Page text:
There’s a rare opportunity to see Peter Gidal’s “feature length” film Close Up on Friday 20 May 2016, aptly screening at London’s Close-Up Film Centre. Michael O’Pray’s perceptive review of the film, originally published in Monthly Film Bulletin in January 1984, appears below as image and text.
Michael O’Pray on “Close Up” (1984)
In the past, Peter Gidal’s view of the role of film in politics, and vice versa, has been one of extreme scepticism and antipathy, as his films and writings bear testament. None the less, and paradoxically to some, his theoretical stance has been virulently political – Marxist-Leninist, in fact, where that includes an anti-humanism and the idea that the political is never transparent, but always a position and practice within other discourses. For him, the ‘political’ film has been the lair of the liberal-humanist or ultra-leftist, where political dealings are carried out in the currency of phantasy and ‘bad faith’, whether it be under cover of ‘agit-prop’, socialist realism, ‘deconstructed narrative’, or whatever. In true modernist vein, film-making for Gidal is a confrontation with filmic representation, asserting its contradictions, undermining its semantic stability, insisting on its materialism. His work displays a moral and aesthetic rigour that never apologises for its difficulty, non-meaning and aggressiveness, and that consigns vast areas of film to the dark regions of the bourgeois, the reactionary, the fascist. In this context, Close Up is a provocative and potentially dangerous pulling together of two opposing aspects of film form – namely, a ‘documentarist’ soundtrack comprising interview material with Nicaraguan revolutionaries on the subject of art, propaganda and imperialism, and an image track of much beauty, veering toward the abstract as the camera moves ceaselessly over the objects in a room, or those represented in a blown-up photograph.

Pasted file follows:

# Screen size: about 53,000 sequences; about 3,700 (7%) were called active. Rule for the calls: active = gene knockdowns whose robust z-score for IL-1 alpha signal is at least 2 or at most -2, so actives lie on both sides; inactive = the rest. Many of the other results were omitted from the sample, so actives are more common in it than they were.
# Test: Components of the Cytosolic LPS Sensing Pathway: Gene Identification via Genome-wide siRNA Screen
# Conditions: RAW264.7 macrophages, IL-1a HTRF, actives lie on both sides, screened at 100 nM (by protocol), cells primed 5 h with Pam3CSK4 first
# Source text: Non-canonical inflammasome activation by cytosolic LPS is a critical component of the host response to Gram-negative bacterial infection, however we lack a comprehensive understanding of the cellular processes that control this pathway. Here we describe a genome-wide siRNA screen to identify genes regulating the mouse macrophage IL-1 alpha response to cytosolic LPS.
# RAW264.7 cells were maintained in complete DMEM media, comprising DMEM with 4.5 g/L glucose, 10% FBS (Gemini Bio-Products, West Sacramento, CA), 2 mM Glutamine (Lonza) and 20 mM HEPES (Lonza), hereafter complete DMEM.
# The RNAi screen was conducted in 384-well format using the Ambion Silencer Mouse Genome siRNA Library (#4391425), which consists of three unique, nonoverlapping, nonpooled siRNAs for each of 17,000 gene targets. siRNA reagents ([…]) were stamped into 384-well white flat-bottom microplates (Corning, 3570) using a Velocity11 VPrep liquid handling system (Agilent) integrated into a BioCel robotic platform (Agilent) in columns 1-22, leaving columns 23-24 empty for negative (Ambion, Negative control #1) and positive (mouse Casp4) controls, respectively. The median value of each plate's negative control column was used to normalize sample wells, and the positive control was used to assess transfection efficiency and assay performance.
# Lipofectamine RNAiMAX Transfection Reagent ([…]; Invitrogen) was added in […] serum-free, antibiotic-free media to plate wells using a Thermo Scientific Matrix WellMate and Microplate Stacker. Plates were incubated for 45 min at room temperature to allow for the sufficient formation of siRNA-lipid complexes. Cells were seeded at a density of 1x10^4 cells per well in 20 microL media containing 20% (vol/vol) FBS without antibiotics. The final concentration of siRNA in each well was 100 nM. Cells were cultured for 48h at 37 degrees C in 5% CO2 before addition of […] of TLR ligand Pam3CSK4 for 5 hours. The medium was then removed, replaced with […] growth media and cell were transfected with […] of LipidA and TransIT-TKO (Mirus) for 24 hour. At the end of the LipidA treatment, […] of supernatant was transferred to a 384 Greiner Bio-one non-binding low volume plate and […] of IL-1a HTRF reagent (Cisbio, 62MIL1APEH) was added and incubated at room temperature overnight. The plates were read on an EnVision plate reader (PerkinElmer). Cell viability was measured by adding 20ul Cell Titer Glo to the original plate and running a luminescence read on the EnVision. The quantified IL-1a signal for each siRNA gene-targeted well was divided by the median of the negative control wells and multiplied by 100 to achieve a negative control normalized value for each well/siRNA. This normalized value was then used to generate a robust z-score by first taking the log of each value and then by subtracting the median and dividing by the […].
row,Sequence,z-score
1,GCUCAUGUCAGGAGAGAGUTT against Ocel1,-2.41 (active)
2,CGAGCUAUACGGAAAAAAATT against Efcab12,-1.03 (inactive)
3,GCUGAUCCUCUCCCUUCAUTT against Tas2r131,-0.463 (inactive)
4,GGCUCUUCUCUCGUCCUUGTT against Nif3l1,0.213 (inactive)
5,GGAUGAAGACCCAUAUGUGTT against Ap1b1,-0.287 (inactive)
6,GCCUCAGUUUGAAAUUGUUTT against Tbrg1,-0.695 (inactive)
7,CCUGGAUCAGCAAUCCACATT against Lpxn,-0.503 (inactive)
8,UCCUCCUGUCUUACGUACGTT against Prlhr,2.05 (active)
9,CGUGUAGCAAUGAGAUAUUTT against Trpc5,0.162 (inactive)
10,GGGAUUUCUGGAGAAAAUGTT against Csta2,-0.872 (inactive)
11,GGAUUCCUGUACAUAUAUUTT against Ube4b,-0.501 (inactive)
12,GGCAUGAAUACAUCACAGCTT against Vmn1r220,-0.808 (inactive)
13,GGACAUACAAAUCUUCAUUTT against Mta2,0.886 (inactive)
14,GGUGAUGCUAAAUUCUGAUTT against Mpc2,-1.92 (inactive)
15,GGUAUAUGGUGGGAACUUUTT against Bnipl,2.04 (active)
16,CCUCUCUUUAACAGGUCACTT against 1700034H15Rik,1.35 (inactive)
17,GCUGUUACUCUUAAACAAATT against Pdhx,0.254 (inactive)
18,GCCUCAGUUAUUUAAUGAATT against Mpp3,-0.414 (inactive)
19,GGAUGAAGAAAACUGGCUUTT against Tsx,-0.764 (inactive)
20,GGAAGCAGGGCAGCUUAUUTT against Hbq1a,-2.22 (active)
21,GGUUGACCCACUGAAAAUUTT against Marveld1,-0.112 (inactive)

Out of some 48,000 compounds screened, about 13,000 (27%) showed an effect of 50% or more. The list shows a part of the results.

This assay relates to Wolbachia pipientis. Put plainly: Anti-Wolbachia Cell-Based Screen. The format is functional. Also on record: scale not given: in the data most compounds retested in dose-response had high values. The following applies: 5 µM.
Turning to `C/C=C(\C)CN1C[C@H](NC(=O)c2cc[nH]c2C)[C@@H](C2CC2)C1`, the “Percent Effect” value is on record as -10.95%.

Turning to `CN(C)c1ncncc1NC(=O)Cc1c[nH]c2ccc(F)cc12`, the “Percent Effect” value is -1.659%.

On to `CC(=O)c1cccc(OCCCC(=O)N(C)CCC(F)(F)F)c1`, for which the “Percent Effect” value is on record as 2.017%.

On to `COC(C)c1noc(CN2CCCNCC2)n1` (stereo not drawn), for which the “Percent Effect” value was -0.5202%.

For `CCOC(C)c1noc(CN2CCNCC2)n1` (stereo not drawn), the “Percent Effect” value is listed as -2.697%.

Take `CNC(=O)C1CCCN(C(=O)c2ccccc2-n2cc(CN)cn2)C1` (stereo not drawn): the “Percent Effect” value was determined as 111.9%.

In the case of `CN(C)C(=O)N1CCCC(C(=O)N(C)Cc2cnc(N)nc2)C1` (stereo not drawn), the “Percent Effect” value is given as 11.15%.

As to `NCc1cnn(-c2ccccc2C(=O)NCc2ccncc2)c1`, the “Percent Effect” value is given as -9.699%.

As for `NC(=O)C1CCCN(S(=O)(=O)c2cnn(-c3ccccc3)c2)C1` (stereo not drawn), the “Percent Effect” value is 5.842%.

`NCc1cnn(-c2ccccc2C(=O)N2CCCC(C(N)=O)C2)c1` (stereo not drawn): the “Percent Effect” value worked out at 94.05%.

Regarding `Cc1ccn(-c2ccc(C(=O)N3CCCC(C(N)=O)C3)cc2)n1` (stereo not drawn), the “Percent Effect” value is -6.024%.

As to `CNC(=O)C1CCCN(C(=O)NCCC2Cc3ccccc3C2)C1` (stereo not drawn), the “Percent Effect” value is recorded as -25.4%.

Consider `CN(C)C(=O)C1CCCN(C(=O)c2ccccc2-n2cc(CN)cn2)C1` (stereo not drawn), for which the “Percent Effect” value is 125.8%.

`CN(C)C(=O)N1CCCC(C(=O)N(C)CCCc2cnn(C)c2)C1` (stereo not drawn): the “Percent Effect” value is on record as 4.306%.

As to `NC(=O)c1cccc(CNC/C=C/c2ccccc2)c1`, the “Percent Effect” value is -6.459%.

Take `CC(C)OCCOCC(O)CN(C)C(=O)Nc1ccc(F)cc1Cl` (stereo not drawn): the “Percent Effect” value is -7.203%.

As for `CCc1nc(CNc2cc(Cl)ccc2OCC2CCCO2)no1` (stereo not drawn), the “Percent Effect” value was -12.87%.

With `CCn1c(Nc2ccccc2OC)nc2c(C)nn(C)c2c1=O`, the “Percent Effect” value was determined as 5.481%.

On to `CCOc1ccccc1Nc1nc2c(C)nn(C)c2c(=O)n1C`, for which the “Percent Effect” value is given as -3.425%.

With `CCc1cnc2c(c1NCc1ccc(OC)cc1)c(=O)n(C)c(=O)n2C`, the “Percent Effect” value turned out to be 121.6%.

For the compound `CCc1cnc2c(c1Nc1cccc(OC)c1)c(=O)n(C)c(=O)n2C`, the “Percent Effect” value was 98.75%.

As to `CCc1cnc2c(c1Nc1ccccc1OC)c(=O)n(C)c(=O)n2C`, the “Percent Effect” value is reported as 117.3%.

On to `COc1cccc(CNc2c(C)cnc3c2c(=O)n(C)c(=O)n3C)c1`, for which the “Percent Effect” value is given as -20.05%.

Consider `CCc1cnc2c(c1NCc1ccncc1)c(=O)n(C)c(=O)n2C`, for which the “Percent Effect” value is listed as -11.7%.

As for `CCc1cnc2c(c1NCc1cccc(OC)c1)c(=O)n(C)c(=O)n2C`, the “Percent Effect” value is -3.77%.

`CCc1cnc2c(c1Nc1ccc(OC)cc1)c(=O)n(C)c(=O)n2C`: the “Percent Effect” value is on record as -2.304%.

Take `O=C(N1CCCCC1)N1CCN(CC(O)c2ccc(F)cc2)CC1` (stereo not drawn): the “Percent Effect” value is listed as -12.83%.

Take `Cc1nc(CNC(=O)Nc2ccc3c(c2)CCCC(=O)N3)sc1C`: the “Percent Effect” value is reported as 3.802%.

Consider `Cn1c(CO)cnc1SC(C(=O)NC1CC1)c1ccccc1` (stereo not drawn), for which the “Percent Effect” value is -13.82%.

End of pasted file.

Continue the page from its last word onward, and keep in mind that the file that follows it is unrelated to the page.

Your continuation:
Gidal’s previous film Action at a Distance (1980) also used a soundtrack, in that case of a woman reciting repeatedly a few lines of poetry. As his films are usually silent, this interest in sound signifies, it seems, a new level of exploration. The fact that, in Close Up, it produces what, for Gidal, ought not to be – a political film (admittedly, of sorts) – is complicated by the tension he sets up between image and sound. For the first third of the film, the hand-held camera constantly moves over mundane objects in a room, often so close up that they are unrecognisable and out of focus. Colours are muted so that at times the film seems to have been shot in black-and-white. The effect is one of anxious movement and formal beauty, but without the easy charm and narcissism to which this mode of film-making is prone. The screen then becomes blank and the soundtrack begins, so that for about fifteen minutes the spectator confronts an empty screen and listens to the interviews, carried out in Spanish with an American male interpreter. The recording is rough, busy sounds can be heard in the background, and there has obviously been no attempt to provide any ‘professional’ polish.
The change is abrupt and disconcerting, and the irony, as it were, deafening. In the darkness, we listen to the polemics of revolutionaries who we know are under real threat (after the Grenada invasion, the effect is even more pointed). In one brilliant move, Gidal creates a space in which the memory of the visual track swarms in the mind. The issues of art, image, propaganda, aesthetics, understanding, reality are all brought into question as a provocation, an accusation, a reminder, a knot of puzzlement and unease. At one point, an image fades up for a moment and fades back like a bad memory. Close Up’s nearest counterpart – and Gidal would reject the association – is Straub and Huillet’s Too Early/Too Late, where the force of film as film, of materiality, of pessimism, is profoundly communicated. At a time when British cinema in the independent sector provides a dismal, visually illiterate and politically dubious product, Close Up is crystal hard, intransigent, and film in extremis. In short, one of the best ‘political’ films made in this country.
Monthly Film Bulletin, January 1984